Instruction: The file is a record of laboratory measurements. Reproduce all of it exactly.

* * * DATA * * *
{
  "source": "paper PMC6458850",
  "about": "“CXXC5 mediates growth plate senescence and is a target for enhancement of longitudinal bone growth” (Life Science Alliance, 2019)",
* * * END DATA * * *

{
  "source": "paper PMC6458850",
  "about": "“CXXC5 mediates growth plate senescence and is a target for enhancement of longitudinal bone growth” (Life Science Alliance, 2019)",